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Letter from Beijing:
China's "Dead Sea Scrolls"
Volume 54 Number 4, July/August 2001
by Wang Tao

Recently discovered bamboo manuscripts could revolutionize our understanding of Daoist and Confucian traditions.

[image] Shanghai Museum director Ma Chengyuan examines slips recovered from a Hong Kong dealer. Museums must compete with private collectors to acquire bamboo slips, right, many of which contain previously unknown ancient texts. (Courtesy Wang Tao) [LARGER IMAGE]

In the summer of 2000, more than 100 scholars convened at the Dayuan Guesthouse in the suburbs of Beijing to discuss early philosophical manuscripts written on bamboo slips. These slips, found earlier in the decade, include the oldest version of the famous Daoist canon, the Laozi, found in a tomb in the Hubei Province, and a group of early Confucian manuscripts, bought at a Hong Kong antique market. Copied onto slips during the fourth century B.C., not long after the death of Confucius and during the lifetimes of his famous follower, Mencius, and the Daoist master Zhuangzi, these texts have been described by Sinologists as the Chinese equivalent of the Dead Sea Scrolls.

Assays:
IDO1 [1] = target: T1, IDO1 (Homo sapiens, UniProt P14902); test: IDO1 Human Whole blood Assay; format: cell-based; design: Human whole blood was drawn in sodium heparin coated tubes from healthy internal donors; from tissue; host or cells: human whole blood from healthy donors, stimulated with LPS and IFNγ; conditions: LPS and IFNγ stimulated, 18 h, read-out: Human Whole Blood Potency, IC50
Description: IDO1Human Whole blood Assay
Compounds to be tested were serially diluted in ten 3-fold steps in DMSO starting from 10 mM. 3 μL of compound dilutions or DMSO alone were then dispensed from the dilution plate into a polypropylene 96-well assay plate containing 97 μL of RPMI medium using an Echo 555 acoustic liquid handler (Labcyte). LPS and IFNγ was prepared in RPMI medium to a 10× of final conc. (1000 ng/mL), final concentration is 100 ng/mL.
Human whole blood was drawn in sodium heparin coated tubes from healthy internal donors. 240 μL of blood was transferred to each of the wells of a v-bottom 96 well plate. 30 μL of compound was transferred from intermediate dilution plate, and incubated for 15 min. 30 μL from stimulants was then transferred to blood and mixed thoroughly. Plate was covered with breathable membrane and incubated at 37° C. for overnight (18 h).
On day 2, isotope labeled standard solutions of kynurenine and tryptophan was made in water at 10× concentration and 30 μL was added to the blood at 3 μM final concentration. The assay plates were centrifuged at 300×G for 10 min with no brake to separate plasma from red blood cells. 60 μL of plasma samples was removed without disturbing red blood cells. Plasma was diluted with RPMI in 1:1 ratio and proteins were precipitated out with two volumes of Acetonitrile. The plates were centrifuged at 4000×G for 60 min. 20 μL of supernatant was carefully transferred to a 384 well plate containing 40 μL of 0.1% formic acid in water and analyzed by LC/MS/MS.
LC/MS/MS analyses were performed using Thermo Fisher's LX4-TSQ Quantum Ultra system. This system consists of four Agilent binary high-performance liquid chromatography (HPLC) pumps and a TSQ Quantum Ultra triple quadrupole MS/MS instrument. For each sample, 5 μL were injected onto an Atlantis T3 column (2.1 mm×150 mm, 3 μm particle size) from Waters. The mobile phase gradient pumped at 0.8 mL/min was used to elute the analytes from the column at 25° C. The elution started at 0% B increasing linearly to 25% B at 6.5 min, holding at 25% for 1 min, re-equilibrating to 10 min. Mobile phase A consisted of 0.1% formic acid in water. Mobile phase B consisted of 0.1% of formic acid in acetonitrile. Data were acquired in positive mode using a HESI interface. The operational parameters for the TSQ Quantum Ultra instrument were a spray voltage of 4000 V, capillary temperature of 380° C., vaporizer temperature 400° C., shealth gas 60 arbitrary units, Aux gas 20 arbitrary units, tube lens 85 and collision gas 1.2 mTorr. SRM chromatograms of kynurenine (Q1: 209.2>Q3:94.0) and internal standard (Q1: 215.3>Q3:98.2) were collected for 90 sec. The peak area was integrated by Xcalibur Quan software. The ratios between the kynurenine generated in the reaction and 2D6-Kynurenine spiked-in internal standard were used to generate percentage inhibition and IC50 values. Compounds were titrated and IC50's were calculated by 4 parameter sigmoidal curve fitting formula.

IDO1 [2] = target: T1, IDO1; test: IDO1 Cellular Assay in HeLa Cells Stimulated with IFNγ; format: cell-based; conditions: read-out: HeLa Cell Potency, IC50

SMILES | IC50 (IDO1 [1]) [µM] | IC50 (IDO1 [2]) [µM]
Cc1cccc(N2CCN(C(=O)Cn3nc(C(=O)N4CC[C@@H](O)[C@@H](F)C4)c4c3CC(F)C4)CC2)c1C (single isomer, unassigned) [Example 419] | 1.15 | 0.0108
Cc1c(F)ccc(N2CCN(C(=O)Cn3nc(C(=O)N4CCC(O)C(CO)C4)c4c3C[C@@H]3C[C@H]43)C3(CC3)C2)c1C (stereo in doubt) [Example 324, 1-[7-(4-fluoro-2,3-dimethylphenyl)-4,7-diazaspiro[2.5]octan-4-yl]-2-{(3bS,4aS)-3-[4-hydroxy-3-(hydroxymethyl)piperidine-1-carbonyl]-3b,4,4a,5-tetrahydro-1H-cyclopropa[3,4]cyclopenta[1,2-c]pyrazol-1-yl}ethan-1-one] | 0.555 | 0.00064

The Dayuan Guesthouse conference brought together archaeologists who presented details of their most recent discoveries of bamboo slips and reported on the archaeological context and conservation issues concerning these materials. They believe that the texts, which have shaped the thought and behavior of Chinese people for more than 2,000 years, have the potential to change our understanding of early Daoist and Confucian traditions.

Wang Tao is a lecturer in Chinese archaeology at the School of Oriental and African Studies, University of London. He specializes in Chinese paleography and Bronze Age cultures.

© 2001 by the Archaeological Institute of America